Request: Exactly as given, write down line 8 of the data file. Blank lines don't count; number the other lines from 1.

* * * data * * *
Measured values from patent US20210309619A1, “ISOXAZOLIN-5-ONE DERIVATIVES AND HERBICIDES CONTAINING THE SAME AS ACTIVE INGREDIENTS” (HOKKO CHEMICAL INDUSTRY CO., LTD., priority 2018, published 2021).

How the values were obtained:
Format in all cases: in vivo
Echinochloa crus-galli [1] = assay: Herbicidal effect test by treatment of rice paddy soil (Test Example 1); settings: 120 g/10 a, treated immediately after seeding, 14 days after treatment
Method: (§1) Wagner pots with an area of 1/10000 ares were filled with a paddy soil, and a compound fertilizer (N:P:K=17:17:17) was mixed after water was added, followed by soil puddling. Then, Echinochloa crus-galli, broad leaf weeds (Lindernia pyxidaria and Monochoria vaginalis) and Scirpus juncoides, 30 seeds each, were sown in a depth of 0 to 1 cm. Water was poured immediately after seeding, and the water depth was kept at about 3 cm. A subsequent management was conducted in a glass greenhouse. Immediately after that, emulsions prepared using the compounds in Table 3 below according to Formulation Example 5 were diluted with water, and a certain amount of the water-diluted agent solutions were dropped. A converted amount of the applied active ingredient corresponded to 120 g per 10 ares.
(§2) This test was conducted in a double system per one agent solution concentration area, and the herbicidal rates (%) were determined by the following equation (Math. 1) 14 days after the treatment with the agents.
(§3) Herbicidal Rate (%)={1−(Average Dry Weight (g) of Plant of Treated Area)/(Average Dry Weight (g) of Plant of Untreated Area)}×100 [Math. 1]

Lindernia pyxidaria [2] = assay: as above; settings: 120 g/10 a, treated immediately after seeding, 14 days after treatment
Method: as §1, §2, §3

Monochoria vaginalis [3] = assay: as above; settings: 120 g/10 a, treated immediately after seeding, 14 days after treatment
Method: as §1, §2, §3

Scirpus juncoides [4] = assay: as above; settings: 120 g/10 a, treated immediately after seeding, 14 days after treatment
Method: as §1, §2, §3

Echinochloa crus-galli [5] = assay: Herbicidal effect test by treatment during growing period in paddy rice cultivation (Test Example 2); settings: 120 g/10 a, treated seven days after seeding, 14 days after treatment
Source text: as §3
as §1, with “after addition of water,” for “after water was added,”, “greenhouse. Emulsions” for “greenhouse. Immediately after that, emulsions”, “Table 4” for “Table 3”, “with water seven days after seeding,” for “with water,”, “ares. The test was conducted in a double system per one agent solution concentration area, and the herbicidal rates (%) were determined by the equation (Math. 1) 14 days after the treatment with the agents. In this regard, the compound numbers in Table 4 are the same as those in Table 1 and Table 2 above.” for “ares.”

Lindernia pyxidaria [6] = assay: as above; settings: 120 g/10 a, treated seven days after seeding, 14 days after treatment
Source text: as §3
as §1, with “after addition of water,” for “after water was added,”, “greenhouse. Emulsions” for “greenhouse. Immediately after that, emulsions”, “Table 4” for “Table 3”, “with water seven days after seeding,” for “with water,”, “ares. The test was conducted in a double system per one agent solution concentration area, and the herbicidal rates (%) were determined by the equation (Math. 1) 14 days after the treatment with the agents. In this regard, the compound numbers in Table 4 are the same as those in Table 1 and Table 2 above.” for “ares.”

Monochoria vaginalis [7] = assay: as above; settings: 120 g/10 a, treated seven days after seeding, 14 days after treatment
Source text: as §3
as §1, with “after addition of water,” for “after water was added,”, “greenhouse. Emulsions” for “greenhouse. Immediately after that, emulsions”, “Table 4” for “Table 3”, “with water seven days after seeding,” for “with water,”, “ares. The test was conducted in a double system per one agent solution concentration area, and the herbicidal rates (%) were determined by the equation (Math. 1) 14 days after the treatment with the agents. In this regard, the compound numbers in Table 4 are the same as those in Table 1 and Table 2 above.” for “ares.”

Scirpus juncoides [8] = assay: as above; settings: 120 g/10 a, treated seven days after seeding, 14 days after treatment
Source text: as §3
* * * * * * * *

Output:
Lindernia pyxidaria [2] = assay: as above; settings: 120 g/10 a, treated immediately after seeding, 14 days after treatment